Vative Healthcare assists clients achieve significant, sustainable financial benefits through lean healthcare, continuous improvement and innovation. Key outcomes from recent metropolitan and regional projects include:
- 38% cut in surgical paperwork
- After hours admissions processing cut from 37 to 13 minutes
- After hours clerical processes cut from 6 to 2
- 37% reduction in surgical start time delays
- 11% improvement in patient arrival times
Innovation and Lean healthcare projects have major impact on hospitals’ bottom lines
As government pressure grows on the healthcare sector to achieve greater innovation and continuous improvement, research shows that there are still major opportunities to cut waste and inefficiency in many areas of healthcare.
Karen Barker, Director of Vative Healthcare, says a review of multiple continuous improvement projects shows there is more than 50 per cent waste in many healthcare processes.
“In the past few years we have conducted more than 30 healthcare projects in a broad range of settings including acute, residential care, rehabilitation, public and private hospitals,” Ms Barker says. “Non-value add or wasteful, inefficient processes averaged more than 50 per cent within these multiple projects. This indicates the healthcare sector needs to develop much more innovative ways to tackle these inefficiencies.
“Australia’s healthcare operators are challenged by a structure which is very large, multi-layered and fragmented. While this complexity is commonly viewed as a barrier to greater efficiency, it actually provides a very significant opportunity for innovation and for continuous improvement in a large number of hospital processes.
“By bringing together the many disparate teams involved in a single process, then identifying and eliminating waste in time and resources, processes can be dramatically improved and have a major impact on the bottom line. This how Lean healthcare can help”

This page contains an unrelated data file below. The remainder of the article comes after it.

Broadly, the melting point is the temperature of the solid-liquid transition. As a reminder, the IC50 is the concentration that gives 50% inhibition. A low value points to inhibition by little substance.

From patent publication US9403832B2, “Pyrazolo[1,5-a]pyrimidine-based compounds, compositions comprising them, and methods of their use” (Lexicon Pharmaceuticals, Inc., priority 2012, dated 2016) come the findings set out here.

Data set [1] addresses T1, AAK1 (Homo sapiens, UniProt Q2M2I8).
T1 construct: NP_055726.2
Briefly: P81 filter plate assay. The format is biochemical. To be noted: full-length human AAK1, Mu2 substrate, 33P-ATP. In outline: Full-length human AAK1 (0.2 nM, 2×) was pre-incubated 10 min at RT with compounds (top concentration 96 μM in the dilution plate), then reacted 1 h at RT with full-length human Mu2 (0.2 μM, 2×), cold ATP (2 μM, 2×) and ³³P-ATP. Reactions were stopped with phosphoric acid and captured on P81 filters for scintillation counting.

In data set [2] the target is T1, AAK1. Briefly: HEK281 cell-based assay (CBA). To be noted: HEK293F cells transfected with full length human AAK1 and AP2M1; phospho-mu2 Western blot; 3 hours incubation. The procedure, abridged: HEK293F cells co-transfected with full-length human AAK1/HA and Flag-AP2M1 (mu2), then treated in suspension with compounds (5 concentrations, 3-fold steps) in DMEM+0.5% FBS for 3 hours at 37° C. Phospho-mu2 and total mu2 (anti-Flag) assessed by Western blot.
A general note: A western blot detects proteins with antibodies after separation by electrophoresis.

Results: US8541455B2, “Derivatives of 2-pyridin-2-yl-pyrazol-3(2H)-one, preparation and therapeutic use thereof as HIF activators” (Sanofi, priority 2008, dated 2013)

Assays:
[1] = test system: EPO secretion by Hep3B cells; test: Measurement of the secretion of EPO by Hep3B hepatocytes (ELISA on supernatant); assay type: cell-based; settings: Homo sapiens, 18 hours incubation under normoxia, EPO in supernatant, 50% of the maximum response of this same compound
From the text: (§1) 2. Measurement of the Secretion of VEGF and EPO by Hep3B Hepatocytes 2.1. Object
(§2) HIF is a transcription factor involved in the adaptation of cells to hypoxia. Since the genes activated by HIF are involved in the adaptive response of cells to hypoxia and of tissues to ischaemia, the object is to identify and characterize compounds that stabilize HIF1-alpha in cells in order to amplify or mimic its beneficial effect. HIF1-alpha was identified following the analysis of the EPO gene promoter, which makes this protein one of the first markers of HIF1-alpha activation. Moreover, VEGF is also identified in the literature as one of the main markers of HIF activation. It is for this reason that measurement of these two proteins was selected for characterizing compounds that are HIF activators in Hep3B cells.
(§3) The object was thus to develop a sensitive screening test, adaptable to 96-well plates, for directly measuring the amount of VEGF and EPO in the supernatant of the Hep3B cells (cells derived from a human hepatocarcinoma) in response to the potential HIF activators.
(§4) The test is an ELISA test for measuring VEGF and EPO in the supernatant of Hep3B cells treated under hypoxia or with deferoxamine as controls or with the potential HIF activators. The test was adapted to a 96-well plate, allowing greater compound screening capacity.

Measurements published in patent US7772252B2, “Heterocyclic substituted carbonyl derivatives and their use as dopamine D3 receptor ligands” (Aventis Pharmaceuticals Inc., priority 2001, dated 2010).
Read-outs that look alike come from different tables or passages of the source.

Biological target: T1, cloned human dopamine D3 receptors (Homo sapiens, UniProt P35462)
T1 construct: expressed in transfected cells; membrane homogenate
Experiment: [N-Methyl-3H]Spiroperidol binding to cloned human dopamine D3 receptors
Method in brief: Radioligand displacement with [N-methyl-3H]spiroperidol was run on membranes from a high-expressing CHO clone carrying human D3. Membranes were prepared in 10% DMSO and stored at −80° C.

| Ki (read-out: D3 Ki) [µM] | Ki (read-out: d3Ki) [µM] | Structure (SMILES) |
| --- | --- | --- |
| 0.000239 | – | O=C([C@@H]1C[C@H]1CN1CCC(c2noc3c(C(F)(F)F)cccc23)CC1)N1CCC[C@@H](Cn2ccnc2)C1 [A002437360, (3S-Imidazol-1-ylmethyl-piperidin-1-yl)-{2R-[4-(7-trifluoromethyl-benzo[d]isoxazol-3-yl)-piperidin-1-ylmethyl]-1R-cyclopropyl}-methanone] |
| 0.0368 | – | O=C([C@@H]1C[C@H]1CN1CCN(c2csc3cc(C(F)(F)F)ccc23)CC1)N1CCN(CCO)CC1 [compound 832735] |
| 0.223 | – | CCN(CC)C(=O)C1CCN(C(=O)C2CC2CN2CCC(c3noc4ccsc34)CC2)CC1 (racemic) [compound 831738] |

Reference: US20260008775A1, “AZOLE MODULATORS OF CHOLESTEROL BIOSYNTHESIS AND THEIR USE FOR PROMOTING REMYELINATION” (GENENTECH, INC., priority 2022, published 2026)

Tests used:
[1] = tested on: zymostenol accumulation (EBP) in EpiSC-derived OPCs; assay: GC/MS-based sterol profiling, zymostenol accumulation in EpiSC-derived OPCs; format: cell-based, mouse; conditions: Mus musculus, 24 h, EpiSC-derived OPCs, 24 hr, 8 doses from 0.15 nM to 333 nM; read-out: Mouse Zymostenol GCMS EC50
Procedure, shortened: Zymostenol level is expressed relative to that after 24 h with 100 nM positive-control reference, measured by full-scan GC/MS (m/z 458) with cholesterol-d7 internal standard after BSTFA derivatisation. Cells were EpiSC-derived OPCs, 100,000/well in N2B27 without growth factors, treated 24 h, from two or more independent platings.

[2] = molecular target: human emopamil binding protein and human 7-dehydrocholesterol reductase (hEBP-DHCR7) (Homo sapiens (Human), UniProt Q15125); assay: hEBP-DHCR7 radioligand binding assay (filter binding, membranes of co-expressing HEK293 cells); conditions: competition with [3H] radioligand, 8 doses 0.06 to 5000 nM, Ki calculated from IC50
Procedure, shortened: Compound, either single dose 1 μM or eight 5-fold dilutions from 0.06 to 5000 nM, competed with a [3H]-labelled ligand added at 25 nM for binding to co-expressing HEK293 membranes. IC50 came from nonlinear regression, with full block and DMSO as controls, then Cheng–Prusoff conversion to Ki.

Increasing the healthcare system’s financial sustainability and productivity, and implementing continuous improvement and innovation, are two of the seven priority areas in the Victorian Health Priorities Framework 2012-2022.
The government is seeking continuous improvement in areas including:
- Options to drive innovation
- Patient flow through the system
- Hospital service quality and safety
- Clinical and hospital administration and best practice.
“Sustainable benefits can be achieved in all these areas when internal capabilities and expertise are built through training in continuous improvement methodology,” Ms Barker says.
Vative advises a wide range of healthcare clients including St Vincent’s Hospital Melbourne (St George’s Health Service), Peninsula Health, The Valley Private and Healthscope.
Lean healthcare delivers 38% reduction in surgical paperwork
This regional health service project involved reviewing the flow of 16 pieces of surgical documentation from the time a patient is referred to hospital through to ward admission. The project team brought in personnel from departments including pre-admission, theatre (including surgeons and anaesthetists), recovery nurses and ward nurses, and also interviewed GPs who referred patients.